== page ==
KANSAS CITY, Mo. -- Kyle Zimmer wasn't interested in holding out for an extra buck. He was interested in getting on the field as quickly as possible for the Kansas City Royals.
The No. 5 pick Major League Baseball's amateur draft signed with the Royals on Thursday, less than three days after he was chosen and for a bonus that should help the franchise sign the rest of its top draft picks.
"I'm ready to go out here and compete and get on the mound again," said Zimmer, who converted from third base to pitcher while he was player college baseball for San Francisco.
Zimmer visited Kauffman Stadium just before the Royals departed for an interleague series at Pittsburgh on Thursday, getting his first glimpse of the ballpark and a chance to chat up a few of the guys in the clubhouse before they boarded a bus and headed for the airport.
Zimmer was joined by his parents and his agent, Mark Pieper. He pulled on a Royals hat and slipped into the bright white jersey that he hopes to be wearing in the next few years.
"I didn't know exactly how it would play out," Zimmer said. "It's been a fast process, so I haven't had a chance to sit back and reflect on the whole road yet."
The early signing is a departure from previous years, when high draft picks often negotiated right up to an August deadline, creating some tense moments on both sides of the table.
The new collective bargaining agreement moved this year's deadline to July 13 and created a bonus pool structure that serves as a compromise between Major League Baseball's desire for a hard slot system and the player union's argument that draft picks deserve individual bargaining rights.
Kansas City has a bonus pool of $6,101,500 that it can use for its first 10 picks.
The recommended figure for the No. 5 player in the structure was $3.5 million, which means the Royals managed to save $500,000 on Zimmer's signing. That becomes additional money that they can use to help sign the other nine players they chose in the first 10 rounds.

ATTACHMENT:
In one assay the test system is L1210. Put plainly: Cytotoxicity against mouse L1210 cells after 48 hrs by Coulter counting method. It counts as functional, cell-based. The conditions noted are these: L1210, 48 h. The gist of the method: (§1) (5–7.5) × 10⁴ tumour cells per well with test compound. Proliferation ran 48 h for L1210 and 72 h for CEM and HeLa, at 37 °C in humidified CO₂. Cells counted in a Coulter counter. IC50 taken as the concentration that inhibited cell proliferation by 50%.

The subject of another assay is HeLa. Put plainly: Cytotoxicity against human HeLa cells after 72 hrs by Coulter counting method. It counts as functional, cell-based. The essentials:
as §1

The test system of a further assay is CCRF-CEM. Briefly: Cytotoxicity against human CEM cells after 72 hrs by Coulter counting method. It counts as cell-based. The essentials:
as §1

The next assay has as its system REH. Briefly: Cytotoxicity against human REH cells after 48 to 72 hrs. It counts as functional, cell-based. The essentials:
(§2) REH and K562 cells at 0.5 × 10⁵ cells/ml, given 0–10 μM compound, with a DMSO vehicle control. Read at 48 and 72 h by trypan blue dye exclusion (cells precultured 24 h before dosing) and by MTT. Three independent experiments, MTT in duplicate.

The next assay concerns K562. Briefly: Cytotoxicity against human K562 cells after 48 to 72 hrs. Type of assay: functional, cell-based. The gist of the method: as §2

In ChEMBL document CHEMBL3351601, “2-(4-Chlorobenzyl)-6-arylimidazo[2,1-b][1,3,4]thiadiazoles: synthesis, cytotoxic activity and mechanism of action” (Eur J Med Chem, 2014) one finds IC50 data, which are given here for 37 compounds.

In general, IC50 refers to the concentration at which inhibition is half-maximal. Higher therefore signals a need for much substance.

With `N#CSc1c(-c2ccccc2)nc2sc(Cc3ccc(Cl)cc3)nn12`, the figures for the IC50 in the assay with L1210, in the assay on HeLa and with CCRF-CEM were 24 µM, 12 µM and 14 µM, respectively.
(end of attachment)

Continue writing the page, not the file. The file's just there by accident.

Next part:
"Every negotiation is different," Royals general manager Dayton Moore said. "Kyle really wanted to get out and play. He had a desire to get out and play right away."
That was welcome news for the Royals, who have grown accustomed to tense negotiations.
They signed third baseman Mike Moustakas, the No. 2 overall pick in 2007, to a $4 million bonus about 10 minutes before that year's deadline. First baseman Eric Hosmer signed for a $6 million bonus the following year, once again just minutes before the deadline.
Last year may have been the most anxious, when outfielder Bubba Starling was weighing an offer to play football at Nebraska. The Royals ended up signing him to a $7.5 million bonus in the final seconds before the deadline, setting a franchise record for the largest signing bonus.
Those kinds of numbers may be a thing of the past, though.
Under the new structure, the Houston Astros were able to sign shortstop Carlos Correa, the No. 1 overall pick this year, to a relatively modest $4.8 million bonus.
"The advantage we're starting to see already is guys are going to get out and start playing this summer," said J.J. Picollo, the Royals' assistant GM for player personnel. "It meets the players' needs and it meets the club's needs."
Zimmer plans to head to Arizona in the next few days, where he'll rehab a hamstring injury that turned into a groin strain. Once he's ready, he'll start off in the rookie Arizona League.
Moore said there is no timetable on Zimmer's progression, though he indicated that he hopes the right-hander can finish the season in the Midwest League. That would put him in position to start next season at Class-A Wilmington in the Carolina League.
"Wherever they think is best for my development," Zimmer said.
The 20-year-old Zimmer began his college career as a third baseman, but wound up switching to the mound when it became clear that he wouldn't receive much playing time.
Zimmer admits that he was reluctant to make the switch at first, but he's grown to love pitching. He went 6-5 with a 3.73 ERA his first full season, outdueling UCLA's Gerrit Cole -- the eventual first overall draft pick in 2011 -- to win an NCAA regional game.
With a fastball in the mid- to upper-90s, a sharp curveball and encouraging changeup, Zimmer managed to go 5-3 with a 2.85 ERA this season. He tossed two shutouts among his 13 starts.
It was enough to make him the No. 1 pitcher on the Royals' draft board.
"We're extremely proud to have him as part of our organization, and extremely proud and happy that he was willing to get out here as quickly as he did," Picollo said. "His desire is to play professional baseball. We're just fortunate it's with us."